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ALEX COHEN, host:

This is Day to Day. I'm Alex Cohen.

MADELEINE BRAND, host:

And I'm Madeleine Brand. Let's pick up where we left off. It was the week before Thanksgiving. The CEOs of the Big Three automakers were sent back to Detroit with nothing. This week, they're back in Washington with a new plan, and presumably, it's a lot more detailed, about what they'll do in exchange for billions of taxpayer dollars.

With us now is Detroit Free Press correspondent Justin Hyde. And, Justin, what have the CEOs of Ford, Chrysler, and GM, what they have been doing in the last two weeks?

Mr. JUSTIN HYDE (Correspondent, Detroit Free Press): Well, Madeleine, in the past two weeks, they've been poring over ideas and plans to bring back to Congress in hopes of convincing enough lawmakers that they need up to $25 billion in loans to get through the next several months.

BRAND: And do we have any word at all what those plans may be, what kind of cuts we're expecting?

Mr. HYDE: We don't have specifics on the plan as of yet, but we know some of the general directions that they'll have to go in. For example, with GM, we've heard that they're considering cutting up to four brands out of the eight that they sell in the United States. They're likely going to ask their debt holders to help them work on reducing their debt.

Basically, they're going to have to look all across their businesses to find enough cuts to convince Congress that they're serious about remaking their business in order to get this money that they're seeking.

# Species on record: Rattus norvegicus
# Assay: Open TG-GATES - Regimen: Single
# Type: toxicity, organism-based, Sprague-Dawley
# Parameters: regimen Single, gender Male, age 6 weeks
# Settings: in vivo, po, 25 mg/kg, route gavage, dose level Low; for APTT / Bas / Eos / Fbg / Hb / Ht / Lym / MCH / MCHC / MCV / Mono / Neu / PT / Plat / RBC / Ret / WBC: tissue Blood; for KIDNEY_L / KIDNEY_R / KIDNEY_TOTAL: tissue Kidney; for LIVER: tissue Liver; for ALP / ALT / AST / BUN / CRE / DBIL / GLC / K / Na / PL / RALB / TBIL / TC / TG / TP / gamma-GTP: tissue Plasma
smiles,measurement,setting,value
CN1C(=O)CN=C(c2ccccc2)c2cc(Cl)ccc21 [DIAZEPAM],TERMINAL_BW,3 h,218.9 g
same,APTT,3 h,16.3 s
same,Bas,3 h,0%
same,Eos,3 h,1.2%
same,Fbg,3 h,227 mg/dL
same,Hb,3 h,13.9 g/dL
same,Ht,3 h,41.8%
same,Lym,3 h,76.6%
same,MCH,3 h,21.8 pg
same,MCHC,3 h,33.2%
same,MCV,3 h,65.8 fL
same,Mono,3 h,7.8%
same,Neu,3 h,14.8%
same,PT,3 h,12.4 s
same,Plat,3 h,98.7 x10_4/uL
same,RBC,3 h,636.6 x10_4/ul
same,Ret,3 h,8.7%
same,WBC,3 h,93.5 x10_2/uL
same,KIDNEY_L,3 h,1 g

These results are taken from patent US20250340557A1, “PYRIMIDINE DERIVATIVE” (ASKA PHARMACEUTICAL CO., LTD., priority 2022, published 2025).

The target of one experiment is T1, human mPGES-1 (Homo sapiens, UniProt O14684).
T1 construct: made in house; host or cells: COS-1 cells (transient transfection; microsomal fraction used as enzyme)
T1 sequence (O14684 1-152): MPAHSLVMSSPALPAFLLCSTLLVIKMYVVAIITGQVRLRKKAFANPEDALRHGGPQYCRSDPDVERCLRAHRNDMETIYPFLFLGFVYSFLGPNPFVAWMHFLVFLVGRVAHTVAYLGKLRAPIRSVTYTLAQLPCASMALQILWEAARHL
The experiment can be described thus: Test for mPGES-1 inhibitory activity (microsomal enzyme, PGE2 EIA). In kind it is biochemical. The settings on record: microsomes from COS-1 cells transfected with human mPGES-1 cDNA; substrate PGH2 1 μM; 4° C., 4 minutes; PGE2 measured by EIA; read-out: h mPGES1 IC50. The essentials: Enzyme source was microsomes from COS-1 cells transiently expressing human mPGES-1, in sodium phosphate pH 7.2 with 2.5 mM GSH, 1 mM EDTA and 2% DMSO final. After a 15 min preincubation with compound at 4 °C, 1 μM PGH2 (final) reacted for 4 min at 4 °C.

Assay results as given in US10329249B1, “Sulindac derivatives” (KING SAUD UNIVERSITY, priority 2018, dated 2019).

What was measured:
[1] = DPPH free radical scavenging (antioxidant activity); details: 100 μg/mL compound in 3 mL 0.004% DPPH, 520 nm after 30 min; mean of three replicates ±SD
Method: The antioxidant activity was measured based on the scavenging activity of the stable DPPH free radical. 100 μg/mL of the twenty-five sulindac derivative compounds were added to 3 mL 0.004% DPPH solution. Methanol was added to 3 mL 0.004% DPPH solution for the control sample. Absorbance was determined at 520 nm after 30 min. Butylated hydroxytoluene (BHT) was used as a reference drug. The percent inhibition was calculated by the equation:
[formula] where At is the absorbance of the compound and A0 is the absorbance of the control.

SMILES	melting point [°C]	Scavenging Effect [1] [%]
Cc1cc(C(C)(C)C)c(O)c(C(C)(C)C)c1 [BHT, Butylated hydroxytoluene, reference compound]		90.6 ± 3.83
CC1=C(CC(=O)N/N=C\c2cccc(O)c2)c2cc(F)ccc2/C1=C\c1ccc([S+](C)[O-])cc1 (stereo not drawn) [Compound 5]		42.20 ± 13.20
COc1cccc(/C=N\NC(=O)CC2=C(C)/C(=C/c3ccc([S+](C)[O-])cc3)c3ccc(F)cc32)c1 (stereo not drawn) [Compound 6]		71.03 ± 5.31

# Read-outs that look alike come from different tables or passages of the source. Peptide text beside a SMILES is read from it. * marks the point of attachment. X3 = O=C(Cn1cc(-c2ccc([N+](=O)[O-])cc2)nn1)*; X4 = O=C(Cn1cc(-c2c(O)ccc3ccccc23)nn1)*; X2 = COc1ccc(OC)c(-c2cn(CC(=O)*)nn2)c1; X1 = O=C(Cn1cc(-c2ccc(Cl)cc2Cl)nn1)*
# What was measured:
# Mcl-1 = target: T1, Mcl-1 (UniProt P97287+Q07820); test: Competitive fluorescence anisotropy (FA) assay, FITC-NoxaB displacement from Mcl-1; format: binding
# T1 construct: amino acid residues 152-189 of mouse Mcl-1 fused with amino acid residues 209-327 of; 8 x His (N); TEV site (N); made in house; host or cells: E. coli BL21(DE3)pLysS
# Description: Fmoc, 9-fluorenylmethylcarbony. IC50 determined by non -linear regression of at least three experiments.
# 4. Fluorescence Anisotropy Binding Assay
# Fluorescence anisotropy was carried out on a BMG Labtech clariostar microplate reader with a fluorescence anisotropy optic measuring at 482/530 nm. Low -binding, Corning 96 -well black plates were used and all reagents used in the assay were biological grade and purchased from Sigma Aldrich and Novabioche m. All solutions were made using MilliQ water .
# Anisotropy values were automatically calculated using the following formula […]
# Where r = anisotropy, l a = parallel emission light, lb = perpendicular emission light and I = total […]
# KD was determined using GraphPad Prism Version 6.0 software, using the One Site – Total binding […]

BRAND: And there's also been some talk that they need to present plans to come up with cars that are more energy efficient, that are more forward-looking.

Mr. HYDE: That's true. And it's been interesting because each automaker is in a different place in its product plan. For example, Ford has been more rapid in moving towards smaller vehicles. Last week, it shut down its massive SUV plant in Michigan to start retooling it to build small cars based on the European design. GM and Chrysler have been a little bit behind Ford in those kinds of efforts.

I think there's some concern from the Detroit side that they're already under a lot of strain in their businesses. Trying to meet a higher bar in fuel economy standards would only add to that strain. On the other hand, here in D.C., you have a lot of members of Congress who want to see Detroit make a stronger pledge towards more fuel-efficient vehicles.

BRAND: And is there a different attitude now, two weeks later, on the Washington side?

Mr. HYDE: There's a lot of consensus that they're in dire straits, and that, without some sort of government aid, one or more of them might collapse. But there is not a lot of agreement on how the government should help them and what pool of money should be used to grant the automakers these loans. Congressional Democrats have one idea. Republicans have another. The White House has another. And unless that gets resolved, it seems very hard for a consensus to form that would get a bill through in the short time that's available.

BRAND: And again, the hearings will take place Thursday and Friday?

Mr. HYDE: The Senate committee will hear them on Thursday. The House committee will hear them on Friday. House Speaker Nancy Pelosi has said Congress could come back next Monday to consider a bill if they see enough momentum behind the aid in order to make that feasible. That does not leave a lot of time for the automakers to convince a lot of skeptical lawmakers that they're worth saving, or that they're worth having these loans.

BRAND: Justin Hyde covers the auto industry for the Detroit Free Press. Justin, thank you.

Mr. HYDE: Thank you, Madeleine.

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